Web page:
Assessment of an Integrated Clinical Surveillance Alert System



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PURPOSE: To assess the changes in alert acknowledgment and intervention rate after integration of a clinical surveillance alert system with an electronic health record. METHODS: This is a 60-day pre-post quasi-experimental study completed at a large academic medical center which assesses the utilization of eight medication alerts within a stand-alone clinical surveillance system before and after integration with the electronic health record. The primary outcome assessed is alert acknowledgment rate by clinical pharmacists. RESULTS: 176 alerts were activated during the pre-assessment period and 230 alerts in the postassessment period. Results will be described in higher detail including acknowledgment rate, alert accuracy, pharmacy consult rate, and pharmacy intervention related to alerts. CONCLUSION: The use of clinical surveillance alerting systems can identify meaningful pharmacy led therapy interventions regardless of clinical pharmacy service model. Integration of such systems into the EHR improves their utilization and in our study was associated with a higher rate of alert identified therapy intervention.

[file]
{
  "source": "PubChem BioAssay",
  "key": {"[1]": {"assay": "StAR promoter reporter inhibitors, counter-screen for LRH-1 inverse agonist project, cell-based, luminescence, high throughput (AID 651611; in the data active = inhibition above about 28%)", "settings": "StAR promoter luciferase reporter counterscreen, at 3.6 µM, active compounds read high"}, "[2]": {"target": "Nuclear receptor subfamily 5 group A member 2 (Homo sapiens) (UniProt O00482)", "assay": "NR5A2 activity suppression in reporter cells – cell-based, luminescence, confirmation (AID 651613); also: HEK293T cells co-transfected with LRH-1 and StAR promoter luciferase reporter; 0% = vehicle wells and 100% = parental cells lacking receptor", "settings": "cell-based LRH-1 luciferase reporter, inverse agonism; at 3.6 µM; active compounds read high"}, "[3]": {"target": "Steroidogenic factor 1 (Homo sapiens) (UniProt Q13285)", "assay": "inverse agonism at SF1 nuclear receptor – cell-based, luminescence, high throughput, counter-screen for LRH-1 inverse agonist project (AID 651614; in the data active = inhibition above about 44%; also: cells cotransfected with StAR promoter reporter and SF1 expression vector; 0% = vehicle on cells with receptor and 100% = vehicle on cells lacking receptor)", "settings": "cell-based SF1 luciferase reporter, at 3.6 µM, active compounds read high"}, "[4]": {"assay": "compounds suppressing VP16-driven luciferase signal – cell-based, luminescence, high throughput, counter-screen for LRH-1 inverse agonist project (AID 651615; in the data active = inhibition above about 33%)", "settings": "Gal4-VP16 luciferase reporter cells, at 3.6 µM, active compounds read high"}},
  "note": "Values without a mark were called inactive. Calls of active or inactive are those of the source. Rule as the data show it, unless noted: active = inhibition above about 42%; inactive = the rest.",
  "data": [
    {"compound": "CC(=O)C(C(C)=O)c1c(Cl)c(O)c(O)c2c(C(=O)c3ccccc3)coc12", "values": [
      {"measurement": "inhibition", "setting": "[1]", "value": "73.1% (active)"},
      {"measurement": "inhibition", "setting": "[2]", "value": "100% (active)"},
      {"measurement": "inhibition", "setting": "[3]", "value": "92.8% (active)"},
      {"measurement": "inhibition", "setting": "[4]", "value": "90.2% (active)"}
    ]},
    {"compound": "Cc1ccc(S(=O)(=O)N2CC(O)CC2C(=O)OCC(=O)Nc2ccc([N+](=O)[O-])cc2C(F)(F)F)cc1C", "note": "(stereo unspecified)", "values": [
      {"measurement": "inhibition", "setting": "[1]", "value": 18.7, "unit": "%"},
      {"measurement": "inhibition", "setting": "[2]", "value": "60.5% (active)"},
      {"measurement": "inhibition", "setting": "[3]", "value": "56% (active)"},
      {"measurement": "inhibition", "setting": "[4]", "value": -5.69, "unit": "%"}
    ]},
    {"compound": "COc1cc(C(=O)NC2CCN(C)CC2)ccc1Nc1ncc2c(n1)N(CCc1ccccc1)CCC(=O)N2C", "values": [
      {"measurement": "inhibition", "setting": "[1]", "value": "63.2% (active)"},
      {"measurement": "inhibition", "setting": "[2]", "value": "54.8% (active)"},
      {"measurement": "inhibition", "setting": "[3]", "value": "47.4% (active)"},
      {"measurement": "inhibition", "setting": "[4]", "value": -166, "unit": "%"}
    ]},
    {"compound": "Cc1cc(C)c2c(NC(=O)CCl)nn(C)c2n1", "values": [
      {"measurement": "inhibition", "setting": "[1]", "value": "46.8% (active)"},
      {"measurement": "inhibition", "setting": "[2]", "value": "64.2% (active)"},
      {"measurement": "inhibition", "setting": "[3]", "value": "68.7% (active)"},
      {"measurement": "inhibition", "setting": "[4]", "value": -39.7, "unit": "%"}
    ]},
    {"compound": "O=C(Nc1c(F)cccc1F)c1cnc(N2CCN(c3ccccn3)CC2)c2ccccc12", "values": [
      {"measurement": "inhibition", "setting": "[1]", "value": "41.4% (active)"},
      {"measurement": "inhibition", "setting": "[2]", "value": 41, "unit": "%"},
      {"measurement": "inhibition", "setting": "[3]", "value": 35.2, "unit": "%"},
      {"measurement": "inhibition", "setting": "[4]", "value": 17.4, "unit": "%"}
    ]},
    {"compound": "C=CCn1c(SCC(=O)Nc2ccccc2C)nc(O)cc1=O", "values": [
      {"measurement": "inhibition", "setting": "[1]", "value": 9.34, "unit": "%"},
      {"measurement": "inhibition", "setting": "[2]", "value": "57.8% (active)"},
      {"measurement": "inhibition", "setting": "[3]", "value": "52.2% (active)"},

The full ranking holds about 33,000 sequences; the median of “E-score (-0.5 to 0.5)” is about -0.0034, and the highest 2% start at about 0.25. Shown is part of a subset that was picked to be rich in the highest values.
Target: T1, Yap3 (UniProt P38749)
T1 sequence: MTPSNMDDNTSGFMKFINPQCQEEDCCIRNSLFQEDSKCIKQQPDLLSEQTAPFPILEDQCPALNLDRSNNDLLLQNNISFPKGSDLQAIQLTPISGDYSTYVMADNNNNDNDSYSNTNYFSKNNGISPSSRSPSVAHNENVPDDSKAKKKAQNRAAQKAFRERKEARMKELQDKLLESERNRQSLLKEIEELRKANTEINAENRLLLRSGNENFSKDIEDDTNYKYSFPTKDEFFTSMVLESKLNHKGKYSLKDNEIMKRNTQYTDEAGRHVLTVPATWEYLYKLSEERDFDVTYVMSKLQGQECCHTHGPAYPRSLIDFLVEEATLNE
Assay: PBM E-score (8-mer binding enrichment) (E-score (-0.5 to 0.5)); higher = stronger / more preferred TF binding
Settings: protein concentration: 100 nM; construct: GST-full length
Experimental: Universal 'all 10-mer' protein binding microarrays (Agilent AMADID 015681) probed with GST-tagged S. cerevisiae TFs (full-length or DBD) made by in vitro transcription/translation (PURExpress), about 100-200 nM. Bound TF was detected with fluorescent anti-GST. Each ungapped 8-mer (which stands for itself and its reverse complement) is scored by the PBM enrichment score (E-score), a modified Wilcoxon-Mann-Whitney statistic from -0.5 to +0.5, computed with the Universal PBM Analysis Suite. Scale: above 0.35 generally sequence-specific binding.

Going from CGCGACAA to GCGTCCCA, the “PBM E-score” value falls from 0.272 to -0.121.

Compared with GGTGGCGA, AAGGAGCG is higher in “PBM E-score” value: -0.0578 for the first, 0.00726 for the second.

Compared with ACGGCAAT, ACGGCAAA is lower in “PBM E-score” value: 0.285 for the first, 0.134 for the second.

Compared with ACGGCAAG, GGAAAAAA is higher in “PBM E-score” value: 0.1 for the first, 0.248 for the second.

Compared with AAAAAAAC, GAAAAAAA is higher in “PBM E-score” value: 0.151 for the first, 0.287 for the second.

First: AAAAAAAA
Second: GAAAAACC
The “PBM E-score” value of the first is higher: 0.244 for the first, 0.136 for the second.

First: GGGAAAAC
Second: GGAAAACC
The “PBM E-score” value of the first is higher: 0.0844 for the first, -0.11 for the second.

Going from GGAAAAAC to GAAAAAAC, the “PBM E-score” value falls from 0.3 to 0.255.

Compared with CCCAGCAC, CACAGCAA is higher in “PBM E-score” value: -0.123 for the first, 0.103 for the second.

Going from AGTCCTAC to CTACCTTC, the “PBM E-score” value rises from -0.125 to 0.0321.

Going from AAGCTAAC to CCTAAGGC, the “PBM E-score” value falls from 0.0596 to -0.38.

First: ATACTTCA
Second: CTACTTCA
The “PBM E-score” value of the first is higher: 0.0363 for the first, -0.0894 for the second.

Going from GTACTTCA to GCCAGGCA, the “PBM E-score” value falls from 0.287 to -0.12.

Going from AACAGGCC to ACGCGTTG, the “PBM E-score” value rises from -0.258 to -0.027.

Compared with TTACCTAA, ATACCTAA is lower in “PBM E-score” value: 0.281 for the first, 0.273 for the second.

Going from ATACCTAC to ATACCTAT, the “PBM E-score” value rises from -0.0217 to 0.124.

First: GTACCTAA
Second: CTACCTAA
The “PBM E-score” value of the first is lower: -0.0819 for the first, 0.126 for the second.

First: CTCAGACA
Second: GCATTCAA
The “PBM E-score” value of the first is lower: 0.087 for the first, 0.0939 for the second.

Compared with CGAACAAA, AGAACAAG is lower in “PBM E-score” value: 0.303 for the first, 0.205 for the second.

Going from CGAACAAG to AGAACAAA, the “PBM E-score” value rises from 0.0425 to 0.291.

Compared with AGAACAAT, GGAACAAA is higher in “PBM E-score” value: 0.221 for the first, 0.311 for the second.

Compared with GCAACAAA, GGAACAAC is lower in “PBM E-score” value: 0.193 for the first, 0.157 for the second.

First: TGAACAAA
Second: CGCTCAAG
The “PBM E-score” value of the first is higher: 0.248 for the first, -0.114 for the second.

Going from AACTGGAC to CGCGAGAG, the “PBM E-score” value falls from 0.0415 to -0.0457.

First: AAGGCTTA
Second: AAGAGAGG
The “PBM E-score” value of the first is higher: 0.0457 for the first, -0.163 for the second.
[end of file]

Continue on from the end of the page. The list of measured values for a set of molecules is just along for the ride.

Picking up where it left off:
Clinical, Surveillance, Alert, Integration, Pharmacy, Medication, Safety